The Mizoram government has taken steps to promote eco-tourism to boost sustainability, conservation of the environment and enhance livelihoods as the northeastern state has abundant resources of forest, rich and rare varieties of flora and fauna and ideal climatic conditions.
Mizoram Tourism Minister Robert Romawia Royte while speaking at a Round Table Discussion at Aijal Club on Monday said that it was estimated that about 28 per cent of the bamboo resources of the country are available in the northeastern region.
“Out of the total forest area of the region, about 12.8 per cent is bamboo, and two third of the growing stock is located in the northeastern states,” he said. According to Royte, the initiative of the state and the Centre would unlock the relatively unexplored eco-tourism potential of the northeast, particularly in Mizoram. Stressing on the need for promotion of responsible tourism, travel and sustainability, the minister said that the state’s tourism department had recently framed a policy to this effect known as the Responsible Tourism Policy, 2020
“The crippling effect on the tourism industry induced by the pandemic is gradually wearing off. The state is currently focusing on post-Covid strategy and plan for revival of tourism in the state. We have prepared a comprehensive recovery plan to rebuild Destination Mizoram focusing on responsible and sustainable standards,” he said. The minister said that being at the centre of the world’s richest bio-diversity hotspot, blessed with rich and rare varieties of flora, fauna and ideal climatic conditions, he hoped that Mizoram would soon become a favourite destination for travellers, both domestic and international.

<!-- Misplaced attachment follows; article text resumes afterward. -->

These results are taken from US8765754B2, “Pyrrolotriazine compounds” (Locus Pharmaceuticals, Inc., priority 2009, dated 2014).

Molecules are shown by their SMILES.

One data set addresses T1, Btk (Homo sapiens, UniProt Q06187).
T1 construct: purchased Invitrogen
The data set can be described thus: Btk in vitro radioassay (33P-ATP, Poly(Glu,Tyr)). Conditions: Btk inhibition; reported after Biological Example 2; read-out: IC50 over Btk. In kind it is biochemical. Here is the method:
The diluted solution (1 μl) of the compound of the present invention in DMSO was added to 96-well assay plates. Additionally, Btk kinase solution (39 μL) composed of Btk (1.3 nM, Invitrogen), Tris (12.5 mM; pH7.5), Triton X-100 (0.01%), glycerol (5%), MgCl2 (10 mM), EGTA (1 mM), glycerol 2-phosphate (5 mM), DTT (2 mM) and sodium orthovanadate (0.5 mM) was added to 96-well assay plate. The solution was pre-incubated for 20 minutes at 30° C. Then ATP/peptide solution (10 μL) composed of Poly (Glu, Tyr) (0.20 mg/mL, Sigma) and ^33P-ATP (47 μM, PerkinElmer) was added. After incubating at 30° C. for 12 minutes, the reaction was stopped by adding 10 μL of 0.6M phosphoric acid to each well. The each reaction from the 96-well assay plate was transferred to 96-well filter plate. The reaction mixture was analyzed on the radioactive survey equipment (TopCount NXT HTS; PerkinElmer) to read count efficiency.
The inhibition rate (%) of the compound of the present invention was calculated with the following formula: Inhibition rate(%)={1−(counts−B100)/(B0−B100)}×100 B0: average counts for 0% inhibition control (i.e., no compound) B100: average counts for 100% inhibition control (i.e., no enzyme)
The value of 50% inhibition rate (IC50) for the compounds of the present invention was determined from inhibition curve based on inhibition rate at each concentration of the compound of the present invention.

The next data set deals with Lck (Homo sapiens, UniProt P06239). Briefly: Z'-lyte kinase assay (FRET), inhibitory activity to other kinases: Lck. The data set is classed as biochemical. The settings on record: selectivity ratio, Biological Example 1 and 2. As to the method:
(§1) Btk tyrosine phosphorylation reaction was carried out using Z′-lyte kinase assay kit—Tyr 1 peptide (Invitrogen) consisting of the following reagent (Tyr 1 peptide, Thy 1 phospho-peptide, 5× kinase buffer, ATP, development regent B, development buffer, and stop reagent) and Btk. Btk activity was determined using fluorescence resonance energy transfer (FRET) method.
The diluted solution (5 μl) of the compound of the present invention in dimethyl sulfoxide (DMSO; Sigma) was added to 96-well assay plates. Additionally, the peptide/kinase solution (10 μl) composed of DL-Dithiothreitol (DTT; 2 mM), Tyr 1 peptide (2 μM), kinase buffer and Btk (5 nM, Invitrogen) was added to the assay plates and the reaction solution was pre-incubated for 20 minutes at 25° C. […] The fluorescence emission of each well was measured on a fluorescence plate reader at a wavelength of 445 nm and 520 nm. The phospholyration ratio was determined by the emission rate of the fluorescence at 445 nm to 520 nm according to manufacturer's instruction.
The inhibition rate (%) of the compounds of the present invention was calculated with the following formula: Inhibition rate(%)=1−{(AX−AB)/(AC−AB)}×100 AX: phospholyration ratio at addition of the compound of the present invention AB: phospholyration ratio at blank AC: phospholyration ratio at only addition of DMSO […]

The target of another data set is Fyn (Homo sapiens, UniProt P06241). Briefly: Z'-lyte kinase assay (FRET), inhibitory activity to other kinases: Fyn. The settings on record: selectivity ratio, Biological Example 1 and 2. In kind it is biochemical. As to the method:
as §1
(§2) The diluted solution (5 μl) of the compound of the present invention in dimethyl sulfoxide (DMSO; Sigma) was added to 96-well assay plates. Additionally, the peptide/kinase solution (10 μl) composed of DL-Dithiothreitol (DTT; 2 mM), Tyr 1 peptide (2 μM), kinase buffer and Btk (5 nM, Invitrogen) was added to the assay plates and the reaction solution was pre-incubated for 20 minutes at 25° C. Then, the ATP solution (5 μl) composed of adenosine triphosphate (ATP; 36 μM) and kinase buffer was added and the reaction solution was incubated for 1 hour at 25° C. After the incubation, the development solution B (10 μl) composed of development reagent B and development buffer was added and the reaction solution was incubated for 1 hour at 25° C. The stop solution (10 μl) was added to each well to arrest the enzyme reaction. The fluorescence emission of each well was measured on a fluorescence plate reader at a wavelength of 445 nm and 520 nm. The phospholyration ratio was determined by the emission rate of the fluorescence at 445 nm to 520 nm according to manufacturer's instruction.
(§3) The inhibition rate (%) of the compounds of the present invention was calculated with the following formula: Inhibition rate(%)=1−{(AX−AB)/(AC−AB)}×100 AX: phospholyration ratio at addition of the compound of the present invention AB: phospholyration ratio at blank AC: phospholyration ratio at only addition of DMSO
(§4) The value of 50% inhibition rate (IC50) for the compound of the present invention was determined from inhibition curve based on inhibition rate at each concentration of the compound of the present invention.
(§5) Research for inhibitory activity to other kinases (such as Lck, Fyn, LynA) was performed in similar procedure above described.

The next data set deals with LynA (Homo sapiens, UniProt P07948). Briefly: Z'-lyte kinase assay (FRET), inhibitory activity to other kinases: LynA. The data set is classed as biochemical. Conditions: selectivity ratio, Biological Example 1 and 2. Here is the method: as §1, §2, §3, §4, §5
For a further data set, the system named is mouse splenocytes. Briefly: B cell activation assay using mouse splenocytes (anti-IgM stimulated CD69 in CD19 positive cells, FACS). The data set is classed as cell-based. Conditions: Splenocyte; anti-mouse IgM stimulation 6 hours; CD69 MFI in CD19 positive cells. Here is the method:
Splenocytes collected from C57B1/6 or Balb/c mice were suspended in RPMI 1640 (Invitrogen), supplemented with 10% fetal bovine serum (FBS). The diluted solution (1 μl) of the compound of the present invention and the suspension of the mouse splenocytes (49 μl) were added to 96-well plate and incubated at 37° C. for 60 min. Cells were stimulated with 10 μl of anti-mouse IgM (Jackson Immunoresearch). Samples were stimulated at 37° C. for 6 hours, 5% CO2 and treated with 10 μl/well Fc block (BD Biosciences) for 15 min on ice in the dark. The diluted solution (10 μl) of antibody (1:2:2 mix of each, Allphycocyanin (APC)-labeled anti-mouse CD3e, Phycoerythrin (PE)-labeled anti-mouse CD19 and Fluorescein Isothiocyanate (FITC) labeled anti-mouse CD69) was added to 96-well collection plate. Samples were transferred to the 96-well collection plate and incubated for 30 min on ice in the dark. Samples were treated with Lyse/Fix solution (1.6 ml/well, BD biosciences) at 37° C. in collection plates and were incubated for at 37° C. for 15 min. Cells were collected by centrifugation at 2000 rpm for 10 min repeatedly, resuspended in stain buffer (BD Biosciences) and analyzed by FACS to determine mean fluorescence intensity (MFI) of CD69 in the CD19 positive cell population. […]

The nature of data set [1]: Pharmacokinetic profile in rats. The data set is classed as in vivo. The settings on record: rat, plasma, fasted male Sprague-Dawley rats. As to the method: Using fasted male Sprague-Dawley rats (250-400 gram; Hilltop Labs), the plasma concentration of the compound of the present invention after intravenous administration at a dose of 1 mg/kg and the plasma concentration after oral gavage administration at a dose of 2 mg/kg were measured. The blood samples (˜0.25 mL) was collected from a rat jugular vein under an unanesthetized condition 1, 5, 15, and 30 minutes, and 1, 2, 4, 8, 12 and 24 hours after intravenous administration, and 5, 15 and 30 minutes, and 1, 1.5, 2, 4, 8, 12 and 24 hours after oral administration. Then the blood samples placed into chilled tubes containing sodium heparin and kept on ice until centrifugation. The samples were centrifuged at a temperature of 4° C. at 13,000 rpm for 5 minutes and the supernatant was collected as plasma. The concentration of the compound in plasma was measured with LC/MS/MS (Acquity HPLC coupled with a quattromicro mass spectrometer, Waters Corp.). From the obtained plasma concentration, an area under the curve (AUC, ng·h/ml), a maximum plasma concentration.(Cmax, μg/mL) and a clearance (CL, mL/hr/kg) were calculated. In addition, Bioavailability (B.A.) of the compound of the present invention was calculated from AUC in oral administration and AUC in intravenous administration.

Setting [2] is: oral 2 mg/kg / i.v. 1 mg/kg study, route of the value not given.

As per the tourism minister, there is a strategic shift in the world’s perspective of India after the central government unveiled its Act East Policy. Giving top priority to connectivity, he said that the Centre is undertaking several mega projects to enhance inter-connectivity within the northeast and with the neighbouring countries. India’s policy will make the northeastern states the main gateway for South East Asia, Royte pointed out. Mizoram Chief Secretary Renu Sharma said that the state tourism department is developing and implementing various tourism activities to make Mizoram an eco-tourism destination, while keeping in mind sustainability and conservation of the environment.
She stressed that in the context of Mizoram, eco-tourism is being promoted as a means of adding value to nature, thereby achieving sustainable tourism. It is a form of tourism which fosters environmental principles with emphasis on visiting and observing natural areas relatively undisturbed by human activities, she said and hoped that eco tourism would provide the local community with jobs, enabling a shift from unsustainable practices to environmentally sensitive eco systems. MNF legislator F. Lalnunmawia said that a pilot project on a bamboo link road, the first of its kind in the country, sanctioned by the Centre and initiated by Chief Minister Zoramthanga would connect the bamboo potential areas in Mizoram with all-weather roads. However, a major portion of the bamboo resources remains untapped and unutilised due to several reasons including problems in harvesting and transportation of bamboo, poor road connectivity, lack of technology and industrial infrastructure for value addition of the raw bamboo resources, he said.
Tourism Director V. Lalengmawia, experts on the field of eco-tourism including Aditi Raval, an award winning media personality, Zoliana Chhakchhuak, President, Association of Tour Operators Mizoram and Lalhruaitluanga, President, Travel Agent Association of Mizoram (TAAM) among others took part in the Round Table Discussion on “Untapped Eco-Tourism Potential”.